• The Joseph J. Jermyn Assembly Hall (colloquially known as the Dining Hall or Mess Mall) was built in 1923 with an expansion added in 1993. It serves as the camp's main dining facility, serving thousands of meals a summer. During the off-season it is used for OA Ordeals, Klondike Derbies, Council-sponsored training events, Camporees, and more. Hundreds of plaques donated by troops, patrols, and camp staff cover the upper walls and rafters. The earliest plaques date back to 1951. The building also has a structural beam that was signed by William "Green Bar Bill" Hillcourt at a Wood Badge course in September 1992.[2]
  • The Dickson Lodge serves as the summer camp program's headquarters for its nature merit badges and is available as a camping lodge in the non-summer seasons.
  • The Handicraft Lodge houses the summer camping program's craft-oriented merit badge courses (e.g. Basketry, Leatherwork, Sculpture, Woodcarving) and serves as a camping lodge in the non-summer seasons. The building was constructed in 1930. It was most recently renovated in 2009 to include a covered porch and rooms for lodge camping.
  • The Joseph J. Jermyn Administration Building, better known as the Administration Building or just "the ad-building," was constructed in 1926. It houses the camp office and trading post on the first floor along with some storage rooms. The second floor contains an office for the program director and program staff, a staff lounge, and a conference room for staff and troop leader meetings.
  • The Shapiro-Everly Reception and First Aid Building, better known as the Health Lodge, is located right beyond the main entrance gateway to the camp. The building is divided in half with one half serving as the medical officer's station and quarters and the other half serving as the camp director's quarters. It was constructed in 1957.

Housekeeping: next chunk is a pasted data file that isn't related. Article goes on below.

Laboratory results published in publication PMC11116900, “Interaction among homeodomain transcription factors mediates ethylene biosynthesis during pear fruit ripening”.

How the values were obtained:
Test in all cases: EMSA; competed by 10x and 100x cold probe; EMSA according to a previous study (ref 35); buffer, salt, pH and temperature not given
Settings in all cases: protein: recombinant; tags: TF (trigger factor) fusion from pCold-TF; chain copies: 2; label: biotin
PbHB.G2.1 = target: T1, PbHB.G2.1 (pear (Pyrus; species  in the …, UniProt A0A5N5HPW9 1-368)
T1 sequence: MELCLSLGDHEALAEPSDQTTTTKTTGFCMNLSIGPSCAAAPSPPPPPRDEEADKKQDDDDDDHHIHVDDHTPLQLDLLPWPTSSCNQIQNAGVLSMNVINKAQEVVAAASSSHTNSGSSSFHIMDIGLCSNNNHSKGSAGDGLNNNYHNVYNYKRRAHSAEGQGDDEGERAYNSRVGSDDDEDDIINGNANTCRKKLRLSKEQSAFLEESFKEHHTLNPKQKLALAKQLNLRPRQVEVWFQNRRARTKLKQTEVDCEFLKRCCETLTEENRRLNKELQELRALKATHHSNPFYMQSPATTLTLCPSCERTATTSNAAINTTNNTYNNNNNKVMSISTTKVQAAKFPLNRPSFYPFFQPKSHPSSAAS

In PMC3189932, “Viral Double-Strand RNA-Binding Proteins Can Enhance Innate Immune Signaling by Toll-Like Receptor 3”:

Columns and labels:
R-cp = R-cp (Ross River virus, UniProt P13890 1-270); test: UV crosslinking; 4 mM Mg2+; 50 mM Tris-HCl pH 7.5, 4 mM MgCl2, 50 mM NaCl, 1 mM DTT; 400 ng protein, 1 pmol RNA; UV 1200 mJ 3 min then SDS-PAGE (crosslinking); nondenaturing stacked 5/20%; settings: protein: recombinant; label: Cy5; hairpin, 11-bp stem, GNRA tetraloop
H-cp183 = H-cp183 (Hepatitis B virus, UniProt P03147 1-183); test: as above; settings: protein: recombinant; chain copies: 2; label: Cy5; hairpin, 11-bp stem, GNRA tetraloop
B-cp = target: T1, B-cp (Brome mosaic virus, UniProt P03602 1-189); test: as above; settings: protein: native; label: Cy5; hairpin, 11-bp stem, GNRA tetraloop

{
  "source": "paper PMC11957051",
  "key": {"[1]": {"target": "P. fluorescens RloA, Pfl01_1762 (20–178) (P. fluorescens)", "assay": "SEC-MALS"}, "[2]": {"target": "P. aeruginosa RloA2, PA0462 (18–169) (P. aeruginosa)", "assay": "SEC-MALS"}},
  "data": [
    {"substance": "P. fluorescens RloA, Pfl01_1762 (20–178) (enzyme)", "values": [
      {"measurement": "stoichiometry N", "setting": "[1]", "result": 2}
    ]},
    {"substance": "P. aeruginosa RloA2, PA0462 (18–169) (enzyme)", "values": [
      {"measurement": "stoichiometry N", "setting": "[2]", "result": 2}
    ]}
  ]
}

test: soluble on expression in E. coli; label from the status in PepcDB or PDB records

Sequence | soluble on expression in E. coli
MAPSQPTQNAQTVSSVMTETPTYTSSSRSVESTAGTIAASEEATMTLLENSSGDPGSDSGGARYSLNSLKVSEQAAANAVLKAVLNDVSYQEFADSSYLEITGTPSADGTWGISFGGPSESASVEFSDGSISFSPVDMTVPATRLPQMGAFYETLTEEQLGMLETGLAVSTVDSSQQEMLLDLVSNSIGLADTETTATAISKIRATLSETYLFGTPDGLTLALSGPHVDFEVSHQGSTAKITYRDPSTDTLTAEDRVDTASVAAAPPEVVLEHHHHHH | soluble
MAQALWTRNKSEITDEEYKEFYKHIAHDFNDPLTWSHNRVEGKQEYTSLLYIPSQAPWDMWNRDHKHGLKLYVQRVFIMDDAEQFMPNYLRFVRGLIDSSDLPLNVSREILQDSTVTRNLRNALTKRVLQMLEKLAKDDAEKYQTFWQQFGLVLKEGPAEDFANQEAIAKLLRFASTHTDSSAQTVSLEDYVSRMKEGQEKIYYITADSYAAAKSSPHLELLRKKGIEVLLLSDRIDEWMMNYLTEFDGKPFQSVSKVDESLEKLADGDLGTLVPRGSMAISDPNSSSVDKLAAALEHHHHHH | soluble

In addition to the primary buildings, there are various other smaller structures such as the pavilion across from the dining hall, the Cook's Cabin for the kitchen staff, the shower house, the pump house, and the maintenance shed (originally a pasteurization plant for the early camp). The shower house, renovated in 2014, features individual shower/restroom rooms.

Camp Acahela[edit]

Camp Acahela was founded in 1919.[1] The camp is located in the village of Blakeslee, PA on a peninsula formed by the joining of the Lehigh River and the Tobyhanna Creek. The camp has a total area of 242 acres covered by a variety of landforms and vegetation, ranging from heavily wooded ridges and cliffs, to wide open parade fields, to shady groves of ancient fir trees that provide a wide variety of camping opportunities year-round for every type of Scouting unit. Since 1992 the camp has been offering an annual Cub Scout Resident camping program during the summer months, starting in late June. The resident program provides cub scout packs with five-day and three-day options, as well as day camping experiences.

See also[edit]

External links[edit]

References[edit]

  1. ^ a b NEPA Council Site
  2. ^ a b Kameroski, Thomas (2011). A History of Goose Pond Scout Reservation. T.A. Kameroski. 
  3. ^ "Boy Scout Camping At GPSR". www.nepabsa.org. Retrieved 2016-12-14.